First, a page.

This may sound like a strange question...
February 9, 2014 2:45 PM   Subscribe

But I was wondering, why do you think we still use the terms "sunrise" and "sunset"? We know that the Earth revolves around the Sun (not the other way around) so the Sun isn't really 'rising' or 'setting', right?
posted by Neutron12 to Society & Culture (23 answers total) 6 users marked this as a favorite
Because it still describes what appears to be happening.
posted by Kriesa at 2:47 PM on February 9, 2014 [15 favorites]

Despite the scientific basis behind it, there is still the visual perception of the sun rising in the east and setting in the west. These words describe specific points in time.
posted by RainyJay at 2:48 PM on February 9, 2014 [1 favorite]

Because those two times of day are useful benchmarks to make note of, and we have to have some way to refer to them. I suppose if someone wanted to start calling them "daystart" and "nightstart", that could catch on? But until it does, we only have the terms we have. Or, maybe if journalistic style guides started recommending only "daybreak" and "gloaming", in the interest of scientific accuracy?

Language is an organic thing that isn't really owned by any one group of people. You can't change it by fiat. The only way we could force language to conform obliquely to pure hard scientific fact would be to establish some kind of committee which would probably have to enforce the use of preferred scientific language with actual consequences, the way the FCC keeps swearing off airwaves in the US. And even then, that doesn't always work -- see, for instance, the Norwegian language conflicts.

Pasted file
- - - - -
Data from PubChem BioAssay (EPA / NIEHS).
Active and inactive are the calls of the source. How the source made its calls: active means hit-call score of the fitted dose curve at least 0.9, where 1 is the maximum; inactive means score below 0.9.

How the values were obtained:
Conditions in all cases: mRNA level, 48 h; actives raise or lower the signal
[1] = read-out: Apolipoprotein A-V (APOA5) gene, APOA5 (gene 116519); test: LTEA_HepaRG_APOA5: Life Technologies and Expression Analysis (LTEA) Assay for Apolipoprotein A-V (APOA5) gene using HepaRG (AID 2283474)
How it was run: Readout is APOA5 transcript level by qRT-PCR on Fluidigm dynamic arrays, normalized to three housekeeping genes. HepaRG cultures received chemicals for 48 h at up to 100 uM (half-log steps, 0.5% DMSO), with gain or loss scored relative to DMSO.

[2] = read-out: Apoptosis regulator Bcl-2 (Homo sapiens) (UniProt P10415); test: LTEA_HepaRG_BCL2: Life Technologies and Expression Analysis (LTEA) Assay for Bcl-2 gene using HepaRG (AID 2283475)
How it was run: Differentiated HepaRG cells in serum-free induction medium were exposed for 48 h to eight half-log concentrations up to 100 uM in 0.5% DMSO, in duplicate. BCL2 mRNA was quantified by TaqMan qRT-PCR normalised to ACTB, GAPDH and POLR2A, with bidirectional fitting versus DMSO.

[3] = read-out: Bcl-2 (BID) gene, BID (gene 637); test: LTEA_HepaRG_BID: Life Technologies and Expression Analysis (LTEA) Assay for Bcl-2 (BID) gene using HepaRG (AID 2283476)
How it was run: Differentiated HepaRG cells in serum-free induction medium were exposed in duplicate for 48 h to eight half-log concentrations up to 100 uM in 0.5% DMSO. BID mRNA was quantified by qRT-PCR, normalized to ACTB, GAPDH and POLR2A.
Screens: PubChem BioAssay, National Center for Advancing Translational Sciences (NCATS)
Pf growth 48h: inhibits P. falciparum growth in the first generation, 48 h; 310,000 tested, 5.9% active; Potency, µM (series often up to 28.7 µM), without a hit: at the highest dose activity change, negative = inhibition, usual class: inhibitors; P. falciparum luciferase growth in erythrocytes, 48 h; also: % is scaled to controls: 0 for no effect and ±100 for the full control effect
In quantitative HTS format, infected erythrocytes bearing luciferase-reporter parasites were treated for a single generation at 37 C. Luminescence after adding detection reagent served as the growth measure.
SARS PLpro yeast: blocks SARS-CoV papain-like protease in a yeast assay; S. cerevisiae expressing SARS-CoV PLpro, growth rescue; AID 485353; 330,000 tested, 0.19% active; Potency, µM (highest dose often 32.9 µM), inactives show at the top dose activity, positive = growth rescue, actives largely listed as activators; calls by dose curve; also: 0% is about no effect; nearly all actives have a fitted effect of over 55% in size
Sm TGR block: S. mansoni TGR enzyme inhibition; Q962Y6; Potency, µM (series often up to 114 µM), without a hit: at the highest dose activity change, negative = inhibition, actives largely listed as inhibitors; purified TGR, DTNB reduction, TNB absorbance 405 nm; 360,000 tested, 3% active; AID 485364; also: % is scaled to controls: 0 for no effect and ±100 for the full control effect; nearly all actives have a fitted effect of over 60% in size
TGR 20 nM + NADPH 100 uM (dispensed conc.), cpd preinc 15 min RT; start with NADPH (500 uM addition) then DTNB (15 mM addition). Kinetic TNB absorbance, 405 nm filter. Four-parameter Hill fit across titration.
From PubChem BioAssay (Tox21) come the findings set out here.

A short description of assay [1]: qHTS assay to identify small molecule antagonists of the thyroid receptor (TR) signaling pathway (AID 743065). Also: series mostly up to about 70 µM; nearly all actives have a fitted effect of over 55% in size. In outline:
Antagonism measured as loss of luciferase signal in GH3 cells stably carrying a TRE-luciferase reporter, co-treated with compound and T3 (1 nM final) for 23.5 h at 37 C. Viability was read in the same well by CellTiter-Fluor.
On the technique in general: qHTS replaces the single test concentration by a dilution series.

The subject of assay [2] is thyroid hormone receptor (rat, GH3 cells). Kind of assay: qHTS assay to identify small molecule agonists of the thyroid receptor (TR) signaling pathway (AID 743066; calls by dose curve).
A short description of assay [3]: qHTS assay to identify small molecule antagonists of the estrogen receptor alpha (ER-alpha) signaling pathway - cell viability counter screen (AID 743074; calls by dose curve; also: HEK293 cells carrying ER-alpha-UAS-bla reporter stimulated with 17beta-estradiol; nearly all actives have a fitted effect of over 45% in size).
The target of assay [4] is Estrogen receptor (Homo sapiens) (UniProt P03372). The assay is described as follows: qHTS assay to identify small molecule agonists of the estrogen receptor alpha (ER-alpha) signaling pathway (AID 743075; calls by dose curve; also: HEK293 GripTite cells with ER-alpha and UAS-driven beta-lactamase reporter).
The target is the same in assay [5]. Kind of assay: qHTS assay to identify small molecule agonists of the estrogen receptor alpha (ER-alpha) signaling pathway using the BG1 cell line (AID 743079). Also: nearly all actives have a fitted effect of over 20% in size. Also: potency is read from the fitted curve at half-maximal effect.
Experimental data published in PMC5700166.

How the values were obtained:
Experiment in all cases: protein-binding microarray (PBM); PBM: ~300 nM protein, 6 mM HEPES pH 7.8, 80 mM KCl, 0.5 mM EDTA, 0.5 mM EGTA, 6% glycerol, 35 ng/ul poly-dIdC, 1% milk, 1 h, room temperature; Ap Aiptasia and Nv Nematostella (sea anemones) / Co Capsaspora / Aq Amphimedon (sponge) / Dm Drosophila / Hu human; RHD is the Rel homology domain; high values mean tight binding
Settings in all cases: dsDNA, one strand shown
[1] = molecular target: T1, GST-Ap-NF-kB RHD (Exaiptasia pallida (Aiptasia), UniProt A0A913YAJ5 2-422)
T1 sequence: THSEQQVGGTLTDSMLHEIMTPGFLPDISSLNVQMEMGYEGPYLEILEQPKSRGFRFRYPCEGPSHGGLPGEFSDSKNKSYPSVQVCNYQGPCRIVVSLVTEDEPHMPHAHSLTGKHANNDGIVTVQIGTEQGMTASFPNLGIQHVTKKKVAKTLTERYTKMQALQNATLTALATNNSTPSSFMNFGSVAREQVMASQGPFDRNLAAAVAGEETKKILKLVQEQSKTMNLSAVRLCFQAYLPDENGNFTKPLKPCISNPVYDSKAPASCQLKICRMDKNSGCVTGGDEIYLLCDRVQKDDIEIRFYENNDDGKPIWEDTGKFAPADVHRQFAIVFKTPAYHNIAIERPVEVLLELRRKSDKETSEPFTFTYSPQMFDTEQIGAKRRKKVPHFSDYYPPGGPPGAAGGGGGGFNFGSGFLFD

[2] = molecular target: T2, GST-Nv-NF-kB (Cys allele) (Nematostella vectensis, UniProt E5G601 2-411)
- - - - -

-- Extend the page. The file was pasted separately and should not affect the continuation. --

posted by Sara C. at 2:58 PM on February 9, 2014 [2 favorites]

Language is powerful stuff, and filled with metaphor. Language is filled with phrases that do not with their connotation mean exactly what the words equal, but the denotion is vivid and understood. So yes, the sun is fixed in space and does not rise. But when people experience intense emotions, they do not literally "fall apart," a person making a tough decision is not actually stuck "between a rock and a hard place," and we no longer ask people undergoing a painful surgery to "bite the bullet" (historically it was a leather strap, thanks Mr. Kipling for substituting the more vivid and poetic bullet).